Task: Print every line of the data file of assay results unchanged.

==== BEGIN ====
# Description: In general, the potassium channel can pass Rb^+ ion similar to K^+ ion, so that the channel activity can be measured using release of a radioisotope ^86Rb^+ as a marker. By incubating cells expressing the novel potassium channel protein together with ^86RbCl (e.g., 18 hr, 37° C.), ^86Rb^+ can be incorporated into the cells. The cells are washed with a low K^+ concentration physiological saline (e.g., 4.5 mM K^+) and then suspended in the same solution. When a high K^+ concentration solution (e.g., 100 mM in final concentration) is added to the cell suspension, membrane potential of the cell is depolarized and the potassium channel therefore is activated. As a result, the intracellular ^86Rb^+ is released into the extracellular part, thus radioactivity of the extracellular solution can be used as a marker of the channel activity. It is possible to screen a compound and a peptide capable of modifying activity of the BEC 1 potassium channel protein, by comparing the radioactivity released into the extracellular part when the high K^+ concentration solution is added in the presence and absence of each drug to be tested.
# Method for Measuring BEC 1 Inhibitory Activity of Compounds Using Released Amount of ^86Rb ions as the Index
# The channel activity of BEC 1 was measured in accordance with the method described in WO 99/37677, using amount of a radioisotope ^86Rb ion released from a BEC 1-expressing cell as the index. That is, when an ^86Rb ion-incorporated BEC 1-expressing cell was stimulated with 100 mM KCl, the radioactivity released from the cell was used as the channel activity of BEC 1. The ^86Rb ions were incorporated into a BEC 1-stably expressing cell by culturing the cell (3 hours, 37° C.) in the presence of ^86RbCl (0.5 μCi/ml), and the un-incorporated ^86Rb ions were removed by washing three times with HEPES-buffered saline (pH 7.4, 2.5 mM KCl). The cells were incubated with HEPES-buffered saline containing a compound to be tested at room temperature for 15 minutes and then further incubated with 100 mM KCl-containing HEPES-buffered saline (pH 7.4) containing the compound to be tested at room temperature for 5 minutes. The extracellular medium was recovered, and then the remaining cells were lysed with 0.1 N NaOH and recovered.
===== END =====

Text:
# Description: In general, the potassium channel can pass Rb^+ ion similar to K^+ ion, so that the channel activity can be measured using release of a radioisotope ^86Rb^+ as a marker. By incubating cells expressing the novel potassium channel protein together with ^86RbCl (e.g., 18 hr, 37° C.), ^86Rb^+ can be incorporated into the cells. The cells are washed with a low K^+ concentration physiological saline (e.g., 4.5 mM K^+) and then suspended in the same solution. When a high K^+ concentration solution (e.g., 100 mM in final concentration) is added to the cell suspension, membrane potential of the cell is depolarized and the potassium channel therefore is activated. As a result, the intracellular ^86Rb^+ is released into the extracellular part, thus radioactivity of the extracellular solution can be used as a marker of the channel activity. It is possible to screen a compound and a peptide capable of modifying activity of the BEC 1 potassium channel protein, by comparing the radioactivity released into the extracellular part when the high K^+ concentration solution is added in the presence and absence of each drug to be tested.
# Method for Measuring BEC 1 Inhibitory Activity of Compounds Using Released Amount of ^86Rb ions as the Index
# The channel activity of BEC 1 was measured in accordance with the method described in WO 99/37677, using amount of a radioisotope ^86Rb ion released from a BEC 1-expressing cell as the index. That is, when an ^86Rb ion-incorporated BEC 1-expressing cell was stimulated with 100 mM KCl, the radioactivity released from the cell was used as the channel activity of BEC 1. The ^86Rb ions were incorporated into a BEC 1-stably expressing cell by culturing the cell (3 hours, 37° C.) in the presence of ^86RbCl (0.5 μCi/ml), and the un-incorporated ^86Rb ions were removed by washing three times with HEPES-buffered saline (pH 7.4, 2.5 mM KCl). The cells were incubated with HEPES-buffered saline containing a compound to be tested at room temperature for 15 minutes and then further incubated with 100 mM KCl-containing HEPES-buffered saline (pH 7.4) containing the compound to be tested at room temperature for 5 minutes. The extracellular medium was recovered, and then the remaining cells were lysed with 0.1 N NaOH and recovered.